List Price: Confusing, Misleading & Outdated
Retailers in the U.S.A. do not use list price. Visit the Tire Rack website and you only see the retail price for the tire, not the list price. So, why do most tire retailers in Canada use the list price?
Are you convincing the consumer that it’s a great deal with, “The tire lists for $200.00, but I will sell it to you for $140.00?” No, you are not. You are just training the consumer to ask for a big discount. Also, the consumer is never sure if they got the best deal. After all, if you gave me 30% off the list price, I may think that a better negotiator may get 40%.
Furthermore, as tires have different levels of list price and different buying discounts, you cannot give the same discount on each brand – this leads to greater confusion for the consumer and increases the feeling that he or she is “getting ripped off.”
While most of you can give the same discount on various brands such as Bridgestone, Continental, Hankook, Pirelli or Yokohama, you cannot give the same discount on a Goodyear or a Michelin, as their pricing and discount structure is radically different. Thus many consumers ask the question, “Why is my deal on Michelin or Goodyear not as good as my deal on Bridgestone or Yokohama?”
These artificially high and irrelevant list prices help create the impression with consumers that Canadian prices are too high. Stop speaking about list price to the consumer. Speak about your retail price.
What are they good for?
Today, list prices are only there to create a base for supply chain pricing discounts. They have little or no relevance to the actual retail price. Use the list price only to calculate your cost, then decide on a reasonable gross profit margin, and use this to establish your retail price to the consumer.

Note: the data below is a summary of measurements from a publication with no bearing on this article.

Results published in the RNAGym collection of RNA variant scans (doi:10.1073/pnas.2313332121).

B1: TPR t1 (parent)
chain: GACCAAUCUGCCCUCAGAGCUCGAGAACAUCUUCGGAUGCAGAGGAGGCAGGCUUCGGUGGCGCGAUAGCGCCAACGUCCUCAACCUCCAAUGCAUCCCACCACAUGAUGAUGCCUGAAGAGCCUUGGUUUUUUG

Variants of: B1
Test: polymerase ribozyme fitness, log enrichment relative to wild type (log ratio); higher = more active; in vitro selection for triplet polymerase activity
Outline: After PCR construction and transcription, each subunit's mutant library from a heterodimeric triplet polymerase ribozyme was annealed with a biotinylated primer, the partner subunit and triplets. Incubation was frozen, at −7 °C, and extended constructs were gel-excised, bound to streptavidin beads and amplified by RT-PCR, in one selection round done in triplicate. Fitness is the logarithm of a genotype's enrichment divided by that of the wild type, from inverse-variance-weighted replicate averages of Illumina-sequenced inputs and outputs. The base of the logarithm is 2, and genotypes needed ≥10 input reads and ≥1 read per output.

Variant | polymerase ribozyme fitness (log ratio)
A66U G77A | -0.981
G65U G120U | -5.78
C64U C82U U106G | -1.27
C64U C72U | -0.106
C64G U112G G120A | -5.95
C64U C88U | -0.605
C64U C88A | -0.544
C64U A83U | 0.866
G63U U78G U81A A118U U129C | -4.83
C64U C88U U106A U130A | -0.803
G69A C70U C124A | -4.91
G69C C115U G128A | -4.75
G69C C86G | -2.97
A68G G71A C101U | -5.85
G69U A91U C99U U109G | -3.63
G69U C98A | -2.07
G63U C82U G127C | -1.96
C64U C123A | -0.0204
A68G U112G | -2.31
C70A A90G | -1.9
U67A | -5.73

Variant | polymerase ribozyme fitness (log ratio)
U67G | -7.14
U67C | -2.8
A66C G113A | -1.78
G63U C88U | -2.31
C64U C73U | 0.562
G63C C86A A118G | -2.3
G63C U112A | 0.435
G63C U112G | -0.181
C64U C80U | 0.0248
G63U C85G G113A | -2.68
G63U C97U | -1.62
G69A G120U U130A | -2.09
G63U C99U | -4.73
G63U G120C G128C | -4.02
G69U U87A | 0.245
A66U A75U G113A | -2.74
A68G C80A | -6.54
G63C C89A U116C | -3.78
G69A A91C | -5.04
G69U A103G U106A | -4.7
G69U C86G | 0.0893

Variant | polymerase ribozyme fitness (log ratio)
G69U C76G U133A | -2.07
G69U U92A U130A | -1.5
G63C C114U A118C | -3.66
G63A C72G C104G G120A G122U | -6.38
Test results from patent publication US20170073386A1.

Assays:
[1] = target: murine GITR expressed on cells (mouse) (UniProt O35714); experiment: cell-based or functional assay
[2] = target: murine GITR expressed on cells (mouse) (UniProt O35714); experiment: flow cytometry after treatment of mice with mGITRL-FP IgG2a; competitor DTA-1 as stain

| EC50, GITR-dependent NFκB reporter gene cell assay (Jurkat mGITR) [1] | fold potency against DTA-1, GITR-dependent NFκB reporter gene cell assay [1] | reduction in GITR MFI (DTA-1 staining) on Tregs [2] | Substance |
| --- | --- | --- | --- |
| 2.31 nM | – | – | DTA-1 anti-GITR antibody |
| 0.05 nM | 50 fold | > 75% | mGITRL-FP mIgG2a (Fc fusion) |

For example, if you want to make a 20% gross profit margin, take your cost and divide it by 80% – i.e. cost $112.00 divided by 80% = retail price $140.00 – this gives 20% gross profit margin on the $140.00 retail price. Labour, environmental fees and taxes are extra.
Learn from your “big box” competitors
Costco works with one set gross profit margin on all items storewide. Copy them. Using this method you can compare different tire brands without having to change your selling discount – whatever the tire costs you, apply your gross profit margin, and establish the retail price. This allows you to maintain a constant gross profit margin, regardless of the various brands you offer.
Sound like a lot of work? Well, it is a little extra work… but, who said that being successful in business is easy.
Want to make this pricing method easier? Focus on a smaller group of feature brands for your store. Develop a “Good, Better, Best” product screen of feature brands. Get price lists from your distributor in Excel format, showing your cost. Use Excel to automatically apply your gross profit margin to establish your retail price. You will have your own customized retail price list for each feature brand for easy reference. Focus on selling these feature brands to your consumers.
This is a proven recipe for success. Make a small investment in time, use the recipe and succeed.
Peter-James Gregory is President of Atlas Tire Wholesale Inc.